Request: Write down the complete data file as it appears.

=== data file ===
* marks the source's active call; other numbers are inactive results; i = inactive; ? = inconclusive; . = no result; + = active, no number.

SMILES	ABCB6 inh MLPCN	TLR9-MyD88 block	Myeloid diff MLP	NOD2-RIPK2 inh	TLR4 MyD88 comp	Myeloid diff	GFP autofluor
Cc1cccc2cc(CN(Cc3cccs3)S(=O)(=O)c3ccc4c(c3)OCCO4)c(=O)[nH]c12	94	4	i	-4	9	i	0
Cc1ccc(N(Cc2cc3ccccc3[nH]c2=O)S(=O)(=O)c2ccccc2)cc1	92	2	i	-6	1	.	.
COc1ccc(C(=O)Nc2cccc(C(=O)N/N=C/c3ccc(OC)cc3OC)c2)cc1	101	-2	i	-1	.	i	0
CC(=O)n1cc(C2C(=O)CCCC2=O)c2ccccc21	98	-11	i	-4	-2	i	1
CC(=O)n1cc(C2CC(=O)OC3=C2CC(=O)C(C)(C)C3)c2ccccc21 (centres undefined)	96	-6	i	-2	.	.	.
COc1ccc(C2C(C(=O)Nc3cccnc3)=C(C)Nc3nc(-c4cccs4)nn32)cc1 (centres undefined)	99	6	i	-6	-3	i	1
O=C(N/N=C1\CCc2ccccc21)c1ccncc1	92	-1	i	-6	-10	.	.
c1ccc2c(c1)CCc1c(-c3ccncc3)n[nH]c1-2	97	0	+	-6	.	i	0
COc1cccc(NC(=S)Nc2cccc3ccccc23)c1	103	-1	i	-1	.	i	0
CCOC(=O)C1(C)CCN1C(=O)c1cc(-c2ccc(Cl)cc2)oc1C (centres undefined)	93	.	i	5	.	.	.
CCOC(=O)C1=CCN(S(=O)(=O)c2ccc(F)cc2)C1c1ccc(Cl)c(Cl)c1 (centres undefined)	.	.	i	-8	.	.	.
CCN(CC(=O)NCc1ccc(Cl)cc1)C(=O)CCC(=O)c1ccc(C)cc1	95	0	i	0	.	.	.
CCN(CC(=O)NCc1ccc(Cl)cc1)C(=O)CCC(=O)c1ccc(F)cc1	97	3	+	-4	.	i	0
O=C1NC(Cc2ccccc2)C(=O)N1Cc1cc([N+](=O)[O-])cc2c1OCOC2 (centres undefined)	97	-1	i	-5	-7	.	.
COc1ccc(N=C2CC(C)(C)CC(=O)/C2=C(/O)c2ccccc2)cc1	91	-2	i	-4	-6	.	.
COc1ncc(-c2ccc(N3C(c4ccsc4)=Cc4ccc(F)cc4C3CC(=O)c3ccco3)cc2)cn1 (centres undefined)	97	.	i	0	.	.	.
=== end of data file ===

* marks the source's active call; other numbers are inactive results; i = inactive; ? = inconclusive; . = no result; + = active, no number.

SMILES	ABCB6 inh MLPCN	TLR9-MyD88 block	Myeloid diff MLP	NOD2-RIPK2 inh	TLR4 MyD88 comp	Myeloid diff	GFP autofluor
Cc1cccc2cc(CN(Cc3cccs3)S(=O)(=O)c3ccc4c(c3)OCCO4)c(=O)[nH]c12	94	4	i	-4	9	i	0
Cc1ccc(N(Cc2cc3ccccc3[nH]c2=O)S(=O)(=O)c2ccccc2)cc1	92	2	i	-6	1	.	.
COc1ccc(C(=O)Nc2cccc(C(=O)N/N=C/c3ccc(OC)cc3OC)c2)cc1	101	-2	i	-1	.	i	0
CC(=O)n1cc(C2C(=O)CCCC2=O)c2ccccc21	98	-11	i	-4	-2	i	1
CC(=O)n1cc(C2CC(=O)OC3=C2CC(=O)C(C)(C)C3)c2ccccc21 (centres undefined)	96	-6	i	-2	.	.	.
COc1ccc(C2C(C(=O)Nc3cccnc3)=C(C)Nc3nc(-c4cccs4)nn32)cc1 (centres undefined)	99	6	i	-6	-3	i	1
O=C(N/N=C1\CCc2ccccc21)c1ccncc1	92	-1	i	-6	-10	.	.
c1ccc2c(c1)CCc1c(-c3ccncc3)n[nH]c1-2	97	0	+	-6	.	i	0
COc1cccc(NC(=S)Nc2cccc3ccccc23)c1	103	-1	i	-1	.	i	0
CCOC(=O)C1(C)CCN1C(=O)c1cc(-c2ccc(Cl)cc2)oc1C (centres undefined)	93	.	i	5	.	.	.
CCOC(=O)C1=CCN(S(=O)(=O)c2ccc(F)cc2)C1c1ccc(Cl)c(Cl)c1 (centres undefined)	.	.	i	-8	.	.	.
CCN(CC(=O)NCc1ccc(Cl)cc1)C(=O)CCC(=O)c1ccc(C)cc1	95	0	i	0	.	.	.
CCN(CC(=O)NCc1ccc(Cl)cc1)C(=O)CCC(=O)c1ccc(F)cc1	97	3	+	-4	.	i	0
O=C1NC(Cc2ccccc2)C(=O)N1Cc1cc([N+](=O)[O-])cc2c1OCOC2 (centres undefined)	97	-1	i	-5	-7	.	.
COc1ccc(N=C2CC(C)(C)CC(=O)/C2=C(/O)c2ccccc2)cc1	91	-2	i	-4	-6	.	.
COc1ncc(-c2ccc(N3C(c4ccsc4)=Cc4ccc(F)cc4C3CC(=O)c3ccco3)cc2)cn1 (centres undefined)	97	.	i	0	.	.	.